Amazon's new drama series, Hunters, is a gritty, violent, and over-the-top tale about a group of Nazi-hunting vigilantes in 1977 New York. Hunters is also billed as being based on true events, and it is...kind of. While not to the extent that the show portrays, there were really Nazis living in the U.S. after World War II (an estimated 10,000, according to the Associated Press). There were also people who were hunting them — just by much tamer means than the motley crew in Hunters.
In the show, a young Jonah (Logan Lerman) joins a group of Nazi hunters led by Al Pacino's Meyer Offerman following the death of his grandmother, who'd helped to establish the team. But whereas Jonah and co. take justice into their own hands to exact brutal, bloody revenge, real-life Nazi hunters worked with the authorities to persecute Nazi war criminals legally. One of the most notable of these figures is Simon Wiesenthal, a Holocaust survivor who dedicated his life to tracking down Nazis. To do so, he set up the Jewish Historical Documentation Center in 1947 and the Documentation Center of the Association of Jewish Victims of the Nazi Regime in 1961. Wiesenthal also aided in the search for Adolf Eichmann — the administrator of the "Final Solution," who was eventually located in Buenos Aires and executed — as well as Hermine Braunsteiner Ryan, a former concentration camp guard who had been living in New York City. The U.S. extradited Ryan to Germany in 1981, and she was sentenced to life in prison.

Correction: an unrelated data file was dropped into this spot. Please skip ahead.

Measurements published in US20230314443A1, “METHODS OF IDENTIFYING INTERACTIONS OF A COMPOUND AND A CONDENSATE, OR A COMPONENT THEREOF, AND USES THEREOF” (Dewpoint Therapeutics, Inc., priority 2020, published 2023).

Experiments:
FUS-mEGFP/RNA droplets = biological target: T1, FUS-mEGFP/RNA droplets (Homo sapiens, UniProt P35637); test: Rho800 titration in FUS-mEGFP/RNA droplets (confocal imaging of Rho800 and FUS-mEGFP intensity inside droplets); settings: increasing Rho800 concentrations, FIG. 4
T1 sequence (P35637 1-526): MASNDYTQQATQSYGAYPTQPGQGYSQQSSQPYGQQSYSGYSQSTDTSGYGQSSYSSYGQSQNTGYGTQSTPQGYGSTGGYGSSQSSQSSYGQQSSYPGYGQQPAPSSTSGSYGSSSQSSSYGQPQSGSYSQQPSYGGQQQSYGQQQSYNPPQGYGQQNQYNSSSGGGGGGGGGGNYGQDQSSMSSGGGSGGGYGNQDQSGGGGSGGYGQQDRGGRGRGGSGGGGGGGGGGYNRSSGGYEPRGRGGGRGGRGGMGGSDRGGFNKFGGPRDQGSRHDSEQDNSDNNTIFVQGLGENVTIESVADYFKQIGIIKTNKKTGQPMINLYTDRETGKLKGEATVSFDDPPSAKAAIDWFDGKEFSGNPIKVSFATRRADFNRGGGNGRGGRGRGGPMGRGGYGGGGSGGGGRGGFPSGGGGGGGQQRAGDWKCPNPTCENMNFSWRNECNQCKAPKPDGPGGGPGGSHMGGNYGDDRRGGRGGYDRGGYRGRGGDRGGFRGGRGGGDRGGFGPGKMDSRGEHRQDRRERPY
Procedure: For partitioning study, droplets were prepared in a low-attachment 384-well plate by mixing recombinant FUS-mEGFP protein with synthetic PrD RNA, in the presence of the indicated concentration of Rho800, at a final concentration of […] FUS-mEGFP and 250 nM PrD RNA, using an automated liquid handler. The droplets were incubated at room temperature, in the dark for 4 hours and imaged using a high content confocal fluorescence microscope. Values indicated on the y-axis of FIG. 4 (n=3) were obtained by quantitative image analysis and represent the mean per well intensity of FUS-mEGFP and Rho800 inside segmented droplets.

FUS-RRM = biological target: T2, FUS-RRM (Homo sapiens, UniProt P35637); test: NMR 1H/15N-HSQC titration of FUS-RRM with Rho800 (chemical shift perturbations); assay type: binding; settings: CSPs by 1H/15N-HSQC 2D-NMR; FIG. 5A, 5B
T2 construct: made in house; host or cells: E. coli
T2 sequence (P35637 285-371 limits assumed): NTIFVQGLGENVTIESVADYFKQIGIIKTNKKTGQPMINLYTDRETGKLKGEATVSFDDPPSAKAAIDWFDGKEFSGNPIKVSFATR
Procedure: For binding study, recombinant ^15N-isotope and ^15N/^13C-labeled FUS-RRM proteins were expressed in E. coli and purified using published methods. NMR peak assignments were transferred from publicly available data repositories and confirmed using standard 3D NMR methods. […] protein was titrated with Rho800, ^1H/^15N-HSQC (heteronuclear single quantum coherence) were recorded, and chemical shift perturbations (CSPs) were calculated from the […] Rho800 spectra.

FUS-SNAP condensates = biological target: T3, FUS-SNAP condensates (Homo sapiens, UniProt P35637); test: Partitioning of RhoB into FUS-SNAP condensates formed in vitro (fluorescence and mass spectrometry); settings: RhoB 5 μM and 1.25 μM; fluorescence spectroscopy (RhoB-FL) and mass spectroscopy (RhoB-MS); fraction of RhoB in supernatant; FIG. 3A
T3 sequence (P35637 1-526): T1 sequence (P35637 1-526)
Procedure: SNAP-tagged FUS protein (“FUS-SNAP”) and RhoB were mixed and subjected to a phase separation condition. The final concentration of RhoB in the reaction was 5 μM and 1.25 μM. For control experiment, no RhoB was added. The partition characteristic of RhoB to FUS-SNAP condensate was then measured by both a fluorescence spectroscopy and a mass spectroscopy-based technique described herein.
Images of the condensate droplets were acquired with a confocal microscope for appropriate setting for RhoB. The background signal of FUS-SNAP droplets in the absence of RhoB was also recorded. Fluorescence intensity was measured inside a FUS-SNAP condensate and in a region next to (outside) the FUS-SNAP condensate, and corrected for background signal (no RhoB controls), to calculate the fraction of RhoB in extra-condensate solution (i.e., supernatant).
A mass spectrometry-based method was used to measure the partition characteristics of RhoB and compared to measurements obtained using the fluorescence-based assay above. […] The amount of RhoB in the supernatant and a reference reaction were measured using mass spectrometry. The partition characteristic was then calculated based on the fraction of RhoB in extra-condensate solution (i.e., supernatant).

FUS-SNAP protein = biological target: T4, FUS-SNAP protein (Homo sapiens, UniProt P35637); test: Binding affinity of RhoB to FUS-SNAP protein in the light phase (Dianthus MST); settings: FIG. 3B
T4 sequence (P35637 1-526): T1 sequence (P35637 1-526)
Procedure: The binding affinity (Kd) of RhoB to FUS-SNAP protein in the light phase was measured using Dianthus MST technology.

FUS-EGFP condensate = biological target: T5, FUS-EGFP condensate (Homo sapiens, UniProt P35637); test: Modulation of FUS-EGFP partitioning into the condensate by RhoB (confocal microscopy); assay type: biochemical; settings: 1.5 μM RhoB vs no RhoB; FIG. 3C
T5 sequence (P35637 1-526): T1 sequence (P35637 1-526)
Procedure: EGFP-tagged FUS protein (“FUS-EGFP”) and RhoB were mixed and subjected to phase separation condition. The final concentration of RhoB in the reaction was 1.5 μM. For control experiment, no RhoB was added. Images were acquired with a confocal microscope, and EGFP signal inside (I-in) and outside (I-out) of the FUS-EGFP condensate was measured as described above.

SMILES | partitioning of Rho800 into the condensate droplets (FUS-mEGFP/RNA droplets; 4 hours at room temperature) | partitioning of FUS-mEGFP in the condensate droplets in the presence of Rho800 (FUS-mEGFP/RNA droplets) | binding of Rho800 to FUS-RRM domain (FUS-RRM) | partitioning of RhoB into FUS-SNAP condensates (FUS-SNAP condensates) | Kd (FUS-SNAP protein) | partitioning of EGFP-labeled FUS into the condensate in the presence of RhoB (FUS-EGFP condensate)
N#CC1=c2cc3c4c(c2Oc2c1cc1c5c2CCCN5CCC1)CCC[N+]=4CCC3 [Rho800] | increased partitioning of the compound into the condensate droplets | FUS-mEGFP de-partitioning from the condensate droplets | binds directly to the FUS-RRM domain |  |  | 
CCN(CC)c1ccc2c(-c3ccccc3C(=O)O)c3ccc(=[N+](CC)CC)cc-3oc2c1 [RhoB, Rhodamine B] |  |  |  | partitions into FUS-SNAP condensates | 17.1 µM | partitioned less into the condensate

In 1977 — the same year Hunters is set — a Jewish human rights organization called The Simon Wiesenthal Center was established in Wiesenthal's name. This likely served as some very loose inspiration for the show; Hunters creator David Weil confirmed to Forbes that Judd Hirsch will play a version of Wiesenthal in the series. (Wiesenthal died in 2005).
Weil has also said that Hunters serves as a "love letter" to his grandmother, who was a Holocaust survivor, but told Forbes that the primary inspiration for the show comes from a top-secret government program called "Operation Paperclip." While competing with the U.S.S.R. during the Cold War era, the U.S. government recruited Nazi doctors and scientists. This included Wernher von Braun, a former SS officer who developed rockets for NASA that led to the U.S. moon landing in 1969 (von Braun will also be portrayed in Hunters).
Weil told The Telegraph that his aim with Hunters is to expose the injustice of Operation Paperclip. That's where true history meets revenge fantasy: Nazis may have been allowed to walk free in real life, but the Hunters team only has vengeance in mind.